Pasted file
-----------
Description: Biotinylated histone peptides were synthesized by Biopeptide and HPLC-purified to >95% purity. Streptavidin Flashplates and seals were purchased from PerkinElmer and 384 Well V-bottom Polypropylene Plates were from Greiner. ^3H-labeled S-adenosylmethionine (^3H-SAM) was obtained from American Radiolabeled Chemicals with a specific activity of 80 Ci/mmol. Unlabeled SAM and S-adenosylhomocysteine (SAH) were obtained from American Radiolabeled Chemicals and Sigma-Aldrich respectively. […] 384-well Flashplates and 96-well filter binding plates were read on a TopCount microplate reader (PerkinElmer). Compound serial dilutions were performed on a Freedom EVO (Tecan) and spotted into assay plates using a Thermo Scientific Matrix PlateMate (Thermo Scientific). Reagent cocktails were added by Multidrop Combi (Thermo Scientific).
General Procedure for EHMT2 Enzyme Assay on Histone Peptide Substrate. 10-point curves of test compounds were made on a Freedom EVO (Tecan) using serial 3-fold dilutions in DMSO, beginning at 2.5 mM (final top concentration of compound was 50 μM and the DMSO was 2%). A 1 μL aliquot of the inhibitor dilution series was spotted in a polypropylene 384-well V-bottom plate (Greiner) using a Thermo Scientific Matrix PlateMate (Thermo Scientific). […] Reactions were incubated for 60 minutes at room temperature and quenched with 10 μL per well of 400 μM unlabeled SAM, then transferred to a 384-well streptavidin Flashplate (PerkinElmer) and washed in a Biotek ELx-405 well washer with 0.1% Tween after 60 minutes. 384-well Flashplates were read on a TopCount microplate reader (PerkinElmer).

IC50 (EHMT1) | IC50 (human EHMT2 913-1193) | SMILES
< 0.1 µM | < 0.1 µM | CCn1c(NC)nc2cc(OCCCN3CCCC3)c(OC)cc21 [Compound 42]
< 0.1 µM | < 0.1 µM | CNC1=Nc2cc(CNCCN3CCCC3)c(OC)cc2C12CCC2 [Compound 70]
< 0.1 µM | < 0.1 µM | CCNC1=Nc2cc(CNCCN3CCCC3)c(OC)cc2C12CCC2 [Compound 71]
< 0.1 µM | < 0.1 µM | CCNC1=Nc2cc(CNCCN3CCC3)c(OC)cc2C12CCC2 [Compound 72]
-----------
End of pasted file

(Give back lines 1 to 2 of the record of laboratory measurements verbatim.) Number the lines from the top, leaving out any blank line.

Description: Biotinylated histone peptides were synthesized by Biopeptide and HPLC-purified to >95% purity. Streptavidin Flashplates and seals were purchased from PerkinElmer and 384 Well V-bottom Polypropylene Plates were from Greiner. ^3H-labeled S-adenosylmethionine (^3H-SAM) was obtained from American Radiolabeled Chemicals with a specific activity of 80 Ci/mmol. Unlabeled SAM and S-adenosylhomocysteine (SAH) were obtained from American Radiolabeled Chemicals and Sigma-Aldrich respectively. […] 384-well Flashplates and 96-well filter binding plates were read on a TopCount microplate reader (PerkinElmer). Compound serial dilutions were performed on a Freedom EVO (Tecan) and spotted into assay plates using a Thermo Scientific Matrix PlateMate (Thermo Scientific). Reagent cocktails were added by Multidrop Combi (Thermo Scientific).
General Procedure for EHMT2 Enzyme Assay on Histone Peptide Substrate. 10-point curves of test compounds were made on a Freedom EVO (Tecan) using serial 3-fold dilutions in DMSO, beginning at 2.5 mM (final top concentration of compound was 50 μM and the DMSO was 2%). A 1 μL aliquot of the inhibitor dilution series was spotted in a polypropylene 384-well V-bottom plate (Greiner) using a Thermo Scientific Matrix PlateMate (Thermo Scientific). […] Reactions were incubated for 60 minutes at room temperature and quenched with 10 μL per well of 400 μM unlabeled SAM, then transferred to a 384-well streptavidin Flashplate (PerkinElmer) and washed in a Biotek ELx-405 well washer with 0.1% Tween after 60 minutes. 384-well Flashplates were read on a TopCount microplate reader (PerkinElmer).